Mafia: the story so far

The mob then turns its attention to Morello's brother Sergio, but a car-bomb attempt ends with Sergio's mistress dead instead of him. A second attempt on Sergio's life is botched by a jammed gun, and a third ends with Salieri's hired hitmen turned to paste on a railroad track. After witnessing all three failures, Tommy takes it upon himself to chase Sergio down, ultimately killing the lucky bastard in a dramatic waterfront shootout.

Finally, it's time to cap Morello himself. Tommy, Paulie and Sam are sent to assassinate him while he takes in a show at the theater, but by the time the three arrive, Morello's already leaving. This is one of the few points in the game where things can develop differently, and the encounter either ends with Morello boarding a plane (which is then shot down by Tommy) or driving his car off a cliff, at which point it explodes. Either way, the man is doomed to a fiery death.

Following Morello's death, the action cuts back to the continuing chat between Tommy and Norman. As the two talk, Tommy reveals something interesting: in 1920, Salieri and Morello were be friends, working together as captains for a crime boss named Peppone. Ambition got the better of them, though, and their actions got the old man killed., After that, it didn't take too long for Morello and Salieri to eventually turn on one another. When he learned this, Tommy says, he realized that that would be his likely fate as well: killed by his friends because someone got too greedy.


With Lost Heaven's criminal operations under his near-complete control, Salieri hasn't become any less ambitious. A "tough-on-crime" politician who's secretly running brothels (without kicking up anything to the Salieris) has begun to irritate him, and so he orders Tommy to take care of the problem. Tommy's equipped with a scoped Mosin Nagant rifle for the job, and - after climbing to the top of a tower in an abandoned prison - Tommy draws a bead on the politician during a speech and dramatically murders him in front of a gathered crowd.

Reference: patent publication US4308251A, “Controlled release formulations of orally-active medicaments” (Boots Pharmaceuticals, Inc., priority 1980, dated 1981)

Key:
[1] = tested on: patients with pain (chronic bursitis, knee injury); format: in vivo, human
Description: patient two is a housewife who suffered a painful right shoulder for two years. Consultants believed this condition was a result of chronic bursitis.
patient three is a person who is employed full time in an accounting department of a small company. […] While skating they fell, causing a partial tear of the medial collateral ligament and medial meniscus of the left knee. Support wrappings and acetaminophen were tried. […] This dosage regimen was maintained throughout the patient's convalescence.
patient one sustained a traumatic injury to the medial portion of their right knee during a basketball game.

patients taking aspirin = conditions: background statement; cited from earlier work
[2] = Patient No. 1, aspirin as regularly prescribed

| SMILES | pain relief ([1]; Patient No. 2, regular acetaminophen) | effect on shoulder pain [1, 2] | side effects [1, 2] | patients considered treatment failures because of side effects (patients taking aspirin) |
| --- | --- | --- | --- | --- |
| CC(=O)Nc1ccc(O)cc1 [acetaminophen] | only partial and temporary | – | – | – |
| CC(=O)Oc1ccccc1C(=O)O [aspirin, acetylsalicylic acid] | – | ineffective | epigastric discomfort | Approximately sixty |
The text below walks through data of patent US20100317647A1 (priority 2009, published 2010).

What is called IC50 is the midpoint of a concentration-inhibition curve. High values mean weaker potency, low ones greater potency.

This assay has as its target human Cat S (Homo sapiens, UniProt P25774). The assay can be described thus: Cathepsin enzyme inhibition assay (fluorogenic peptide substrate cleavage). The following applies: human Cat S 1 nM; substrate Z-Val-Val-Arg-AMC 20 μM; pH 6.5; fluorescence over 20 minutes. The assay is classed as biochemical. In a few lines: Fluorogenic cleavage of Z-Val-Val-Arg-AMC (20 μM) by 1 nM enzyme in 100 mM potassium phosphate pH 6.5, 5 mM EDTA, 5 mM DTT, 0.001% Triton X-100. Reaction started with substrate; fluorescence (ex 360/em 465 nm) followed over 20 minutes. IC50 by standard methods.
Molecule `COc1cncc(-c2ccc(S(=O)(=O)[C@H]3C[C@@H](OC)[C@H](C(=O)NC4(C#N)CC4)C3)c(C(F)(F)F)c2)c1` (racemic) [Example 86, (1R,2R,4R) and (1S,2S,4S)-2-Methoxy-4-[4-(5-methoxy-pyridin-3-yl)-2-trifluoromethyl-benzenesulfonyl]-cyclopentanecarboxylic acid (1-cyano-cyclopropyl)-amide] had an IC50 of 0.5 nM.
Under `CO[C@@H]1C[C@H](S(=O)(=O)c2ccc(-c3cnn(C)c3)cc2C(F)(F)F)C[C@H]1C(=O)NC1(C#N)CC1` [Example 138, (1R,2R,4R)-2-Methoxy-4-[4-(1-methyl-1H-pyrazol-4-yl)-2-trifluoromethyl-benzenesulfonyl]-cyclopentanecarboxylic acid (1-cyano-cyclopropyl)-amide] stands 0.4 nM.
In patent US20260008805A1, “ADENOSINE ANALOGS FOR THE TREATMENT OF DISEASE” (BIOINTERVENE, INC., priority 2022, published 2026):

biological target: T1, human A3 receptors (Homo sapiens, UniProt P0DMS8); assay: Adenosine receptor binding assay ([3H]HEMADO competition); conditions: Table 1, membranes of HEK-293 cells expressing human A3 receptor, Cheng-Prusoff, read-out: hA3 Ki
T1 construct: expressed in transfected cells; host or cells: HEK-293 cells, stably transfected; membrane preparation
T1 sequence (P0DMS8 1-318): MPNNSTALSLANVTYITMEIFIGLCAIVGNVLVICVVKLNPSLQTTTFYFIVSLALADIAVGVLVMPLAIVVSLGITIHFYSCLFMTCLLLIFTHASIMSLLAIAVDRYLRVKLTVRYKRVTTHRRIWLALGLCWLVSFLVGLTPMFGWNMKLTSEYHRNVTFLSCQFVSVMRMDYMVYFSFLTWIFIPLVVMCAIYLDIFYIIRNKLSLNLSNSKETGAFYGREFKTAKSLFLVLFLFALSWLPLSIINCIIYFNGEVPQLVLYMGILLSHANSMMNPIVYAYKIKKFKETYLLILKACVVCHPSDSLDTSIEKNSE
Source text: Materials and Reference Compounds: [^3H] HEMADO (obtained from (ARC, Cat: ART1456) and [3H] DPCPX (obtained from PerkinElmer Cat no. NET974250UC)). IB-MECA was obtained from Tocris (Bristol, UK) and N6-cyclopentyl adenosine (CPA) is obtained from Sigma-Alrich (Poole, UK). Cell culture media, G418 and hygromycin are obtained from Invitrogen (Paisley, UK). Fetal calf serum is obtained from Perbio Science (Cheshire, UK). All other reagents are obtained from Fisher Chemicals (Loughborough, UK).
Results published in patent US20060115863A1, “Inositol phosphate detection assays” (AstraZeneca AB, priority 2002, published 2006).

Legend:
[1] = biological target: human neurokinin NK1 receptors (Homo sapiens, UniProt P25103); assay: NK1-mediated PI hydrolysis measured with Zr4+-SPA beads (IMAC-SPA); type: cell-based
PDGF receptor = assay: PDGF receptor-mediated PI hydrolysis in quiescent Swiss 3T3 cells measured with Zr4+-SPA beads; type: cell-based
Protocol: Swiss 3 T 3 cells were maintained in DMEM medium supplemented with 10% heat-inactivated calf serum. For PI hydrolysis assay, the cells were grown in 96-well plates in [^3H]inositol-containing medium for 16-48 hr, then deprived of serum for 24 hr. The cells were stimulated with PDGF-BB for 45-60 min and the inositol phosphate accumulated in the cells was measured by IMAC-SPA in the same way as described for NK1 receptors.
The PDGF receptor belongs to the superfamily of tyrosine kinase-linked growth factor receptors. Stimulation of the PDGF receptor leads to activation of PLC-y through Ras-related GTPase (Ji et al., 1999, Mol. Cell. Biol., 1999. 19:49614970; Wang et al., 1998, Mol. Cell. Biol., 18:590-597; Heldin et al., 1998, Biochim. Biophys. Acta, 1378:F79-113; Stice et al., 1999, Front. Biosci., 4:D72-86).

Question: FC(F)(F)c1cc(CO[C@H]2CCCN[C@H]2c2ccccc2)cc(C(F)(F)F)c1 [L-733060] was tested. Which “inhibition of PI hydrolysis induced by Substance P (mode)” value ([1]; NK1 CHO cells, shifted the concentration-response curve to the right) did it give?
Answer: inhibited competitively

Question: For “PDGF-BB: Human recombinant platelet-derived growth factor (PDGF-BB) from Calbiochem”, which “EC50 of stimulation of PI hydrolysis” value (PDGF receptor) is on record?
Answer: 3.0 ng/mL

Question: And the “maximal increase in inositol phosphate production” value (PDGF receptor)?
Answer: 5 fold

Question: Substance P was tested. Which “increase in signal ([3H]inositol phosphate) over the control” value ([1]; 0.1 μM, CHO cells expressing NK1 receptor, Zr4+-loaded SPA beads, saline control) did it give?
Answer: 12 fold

Strangely, it's not the assassination, but an insignificant-seeming hijack job that turns Tommy's world on its ear. Salieri learns about a shipping manifest from a local importer, and suddenly develops a craving for some expensive cigars that are being shipped in. Ignoring their protestations that it's a small-potatoes heist, Salieri orders Tommy, Sam and Paulie to steal a truckload of the things.

While the three drive to the shipping yards to steal the truck, Paulie floats the idea of knocking over a medium-sized, poorly guarded bank he knows about - but because an independent robbery is something the Don would likely kill them for, Sam and Tommy immediately refuse. But after the surprisingly dangerous caper nearly gets them killed, Paulie and Tommy investigate a smashed crate and find out that the "cigars" are actually smuggled diamonds. After Salieri fails to tell them about the real nature of the haul - or about the money he's going to get from selling them - Tommy decides to help Paulie out with the robbery.

The way Paulie lays it out, the robbery's going to be one last, big score that will enables Paulie and Tommy to take it easy. Paulie turns out to be exactly right, for once; the daring robbery goes off without a hitch, and the two make off with a huge fortune, stashing the money at Paulie's apartment and agreeing not to spend any of it for the time being, so as to keep anyone else from finding out.

The next day, Tommy stops by Paulie's apartment and finds the door unlocked. Stepping inside, Tommy finds Paulie lying dead on the floor, his back riddled with gunshot wounds. The money's gone, and just then the phone rings. It's Sam, and he sounds scared. He was hoping to warn Paulie, he says, but it looks like he called too late; Salieri's found out about the robbery, and has marked both Paulie and Tommy for death.

Mikel Reparaz
After graduating from college in 2000 with a BA in journalism, I worked for five years as a copy editor, page designer and videogame-review columnist at a couple of mid-sized newspapers you've never heard of. My column eventually got me a freelancing gig with GMR magazine, which folded a few months later. I was hired on full-time by GamesRadar in late 2005, and have since been paid actual money to write silly articles about lovable blobs.